• Apply the updated manifest to the standby Kubernetes cluster.

    kubectl apply -k xkube-standby
  • After applying the new manifest, the Operator will automatically make the parameter change. However, we need to instruct the operator to restart the pod for the parameter change to take effect. On the standby side, execute the following to trigger a restart of the Postgres pods.

    kubectl patch postgrescluster/xkube --type merge --patch '{"spec":{"metadata":{"annotations":{"restarted":"'"$(date)"'"}}}}'

Verify Streaming Replication

One the restart is complete and the standby pods are full ready state, verify streaming replication using the commands below. If streaming replication set was successful, the new rows will show up in the standby within seconds of the insert.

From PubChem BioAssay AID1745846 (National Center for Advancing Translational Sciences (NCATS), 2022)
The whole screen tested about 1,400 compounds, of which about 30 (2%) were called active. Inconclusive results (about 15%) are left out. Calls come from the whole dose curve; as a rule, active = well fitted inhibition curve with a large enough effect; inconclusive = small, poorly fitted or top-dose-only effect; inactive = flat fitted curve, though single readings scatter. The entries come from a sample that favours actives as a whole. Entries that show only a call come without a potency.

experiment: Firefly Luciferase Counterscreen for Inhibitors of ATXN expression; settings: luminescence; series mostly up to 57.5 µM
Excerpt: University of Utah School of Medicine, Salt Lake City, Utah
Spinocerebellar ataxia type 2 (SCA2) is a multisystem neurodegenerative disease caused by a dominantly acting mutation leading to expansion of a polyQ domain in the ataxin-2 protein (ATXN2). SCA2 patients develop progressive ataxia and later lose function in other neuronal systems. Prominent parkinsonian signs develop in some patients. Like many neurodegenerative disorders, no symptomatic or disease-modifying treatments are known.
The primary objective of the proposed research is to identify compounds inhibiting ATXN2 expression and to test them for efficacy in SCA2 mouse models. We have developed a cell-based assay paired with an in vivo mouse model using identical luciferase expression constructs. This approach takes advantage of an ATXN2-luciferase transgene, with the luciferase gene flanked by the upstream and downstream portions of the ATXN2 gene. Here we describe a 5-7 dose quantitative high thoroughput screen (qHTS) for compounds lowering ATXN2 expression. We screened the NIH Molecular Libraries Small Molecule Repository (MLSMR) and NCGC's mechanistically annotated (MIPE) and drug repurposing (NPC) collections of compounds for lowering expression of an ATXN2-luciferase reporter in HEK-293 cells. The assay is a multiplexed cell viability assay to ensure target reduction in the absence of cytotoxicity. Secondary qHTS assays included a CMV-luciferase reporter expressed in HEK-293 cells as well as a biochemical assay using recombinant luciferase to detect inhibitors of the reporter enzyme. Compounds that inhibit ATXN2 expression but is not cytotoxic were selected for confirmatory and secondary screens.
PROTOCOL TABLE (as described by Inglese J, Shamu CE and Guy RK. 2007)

Production

kubectl exec -c database $(kubectl get pod --selector="postgres-operator.crunchydata.com/cluster=xkube,postgres-operator.crunchydata.com/role=master" -o name) -- psql -c " insert into test values (current_timestamp)"

Standby

kubectl exec -c database $(kubectl get pod --selector="postgres-operator.crunchydata.com/cluster=xkube,postgres-operator.crunchydata.com/role=master" -o name) -- psql -c "select * from test"

Conclusion

Setting up streaming replication can reduce lag time between the primary and standby Postgres instances running on different Kubernetes clusters. Do note that with this approach you're manually manipulating the postgrersql.base.conf. At some point Patroni, the Operator, or other processes could overwrite this file and the primary_conninfo lost. In addition, if there are multiple Postgres instances on the standby cluster, the change to the postgresql.base.conf has to be performed to all instances.